The rotation seems to be where we are struggling the most currently, although it is not awful. Wang was utterly dominant in his first 3 starts, but was knocked around last night. I'm willing to give Wang a pass on last night's game because he was facing the same lineup in two consecutive starts and I believe Boston would have hit whoever we threw out there last night. Even after that, Wang is 3-0 with a 3.81 ERA. Hughes and Kennedy have been struggling, and I'm willing to chalk that up to youth and an adjustment period. But still, we're not going to get far in October (if at all) unless we can get some solid performances from those two. Mussina has been okay, but he has been better than last year, and thats all we can really ask for. Right now Moose is sitting with 4.15 ERA, and if he can pitch like that all year, I think we'll all be really happy. We'll see how tonights game goes...its Moose vs. Beckett again. Pettite has been solid, and has taken the team lead in ERA after Wang's rough outing last night...he's now 2-1 with a 3.38 ERA. Keep it up Andy.

All in all, it has been a frustrating start to the season. It seems we've reached a turning point, with the bullpen pitching rather well. We should get Joba back soon, as his father Harlan is reportedly in significantly better condition. On that note, I want to say that my thoughts are with Joba, Harlan, and the rest of the Chamberlain family. Here's to a speedy recovery Harlan!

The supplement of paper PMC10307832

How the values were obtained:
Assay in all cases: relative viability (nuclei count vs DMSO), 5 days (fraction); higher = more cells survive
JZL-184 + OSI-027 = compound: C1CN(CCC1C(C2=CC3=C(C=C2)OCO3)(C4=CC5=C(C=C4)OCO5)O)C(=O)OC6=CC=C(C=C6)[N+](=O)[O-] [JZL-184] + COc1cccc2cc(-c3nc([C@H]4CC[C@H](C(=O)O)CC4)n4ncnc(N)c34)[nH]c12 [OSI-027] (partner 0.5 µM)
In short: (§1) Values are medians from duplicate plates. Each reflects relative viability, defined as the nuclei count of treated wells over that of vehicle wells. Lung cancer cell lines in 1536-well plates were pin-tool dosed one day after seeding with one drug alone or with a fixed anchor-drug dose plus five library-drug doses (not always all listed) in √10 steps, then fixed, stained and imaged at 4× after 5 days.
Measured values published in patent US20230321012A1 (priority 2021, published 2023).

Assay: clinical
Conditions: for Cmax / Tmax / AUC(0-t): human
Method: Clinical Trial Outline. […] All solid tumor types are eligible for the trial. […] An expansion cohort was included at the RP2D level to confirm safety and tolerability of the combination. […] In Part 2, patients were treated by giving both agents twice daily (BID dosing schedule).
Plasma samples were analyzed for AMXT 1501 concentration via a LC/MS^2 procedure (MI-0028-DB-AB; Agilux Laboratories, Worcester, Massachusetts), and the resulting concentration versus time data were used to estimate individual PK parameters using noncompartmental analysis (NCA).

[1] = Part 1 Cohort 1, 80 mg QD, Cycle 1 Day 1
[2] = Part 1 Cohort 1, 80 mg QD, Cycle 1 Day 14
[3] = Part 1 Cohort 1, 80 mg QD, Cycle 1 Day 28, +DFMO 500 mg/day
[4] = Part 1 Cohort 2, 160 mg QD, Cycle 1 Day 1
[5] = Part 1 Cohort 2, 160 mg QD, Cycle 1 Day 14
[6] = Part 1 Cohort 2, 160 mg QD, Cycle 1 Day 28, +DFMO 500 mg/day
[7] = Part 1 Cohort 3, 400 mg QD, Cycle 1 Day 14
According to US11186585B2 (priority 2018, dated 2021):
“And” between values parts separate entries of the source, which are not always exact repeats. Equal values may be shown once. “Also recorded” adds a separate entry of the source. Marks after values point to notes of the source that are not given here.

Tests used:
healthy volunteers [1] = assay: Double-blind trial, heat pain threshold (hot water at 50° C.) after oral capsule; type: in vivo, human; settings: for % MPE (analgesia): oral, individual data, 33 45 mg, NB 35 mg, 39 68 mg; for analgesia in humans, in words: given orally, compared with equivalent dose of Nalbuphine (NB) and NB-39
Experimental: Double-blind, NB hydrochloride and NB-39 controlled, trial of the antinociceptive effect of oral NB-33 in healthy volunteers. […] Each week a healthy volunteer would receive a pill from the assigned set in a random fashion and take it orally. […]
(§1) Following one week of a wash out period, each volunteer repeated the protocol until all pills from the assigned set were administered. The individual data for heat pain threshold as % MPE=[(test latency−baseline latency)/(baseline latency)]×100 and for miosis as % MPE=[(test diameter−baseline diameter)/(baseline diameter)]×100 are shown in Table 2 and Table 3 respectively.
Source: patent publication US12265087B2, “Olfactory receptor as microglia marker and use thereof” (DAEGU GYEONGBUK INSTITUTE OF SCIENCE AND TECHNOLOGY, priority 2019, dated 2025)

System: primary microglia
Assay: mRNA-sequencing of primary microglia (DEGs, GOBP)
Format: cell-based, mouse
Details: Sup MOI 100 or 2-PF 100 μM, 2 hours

Anyway, the Yankees seem to be turning their somewhat slow start around, and their now 9-7, tying them for first place in the AL East. Lets go Yanks!

Friday, April 4, 2008

Blue Jays @ Yankees 4/3/08

Another great baseball game tonight. I'll keep this post short and sweet due to my hangover. Yes, I do love baseball enough to blog about it at 9:07 am the morning after playing beer pong all night.

I didn't get to watch the game past the fourth inning, but I think I can make an accurate post after taking a look at the box score and watching the game recap, as well as a couple of the top plays. So here are my highlights:

Phil Hughes didn't look like the youngest pitcher in baseball out there last night. He looked great. He hardly ran into trouble, and when he did, he kept his composure well. If we can get six inning, two run ball out of him on a regular basis, everyone will forget all about Johan Santana as the Yanks cruise past the Red Sox to win the East.

Bobby Abreu is on fire right now. He hit well in spring training, and I'm glad to see him carry it over into the regular season.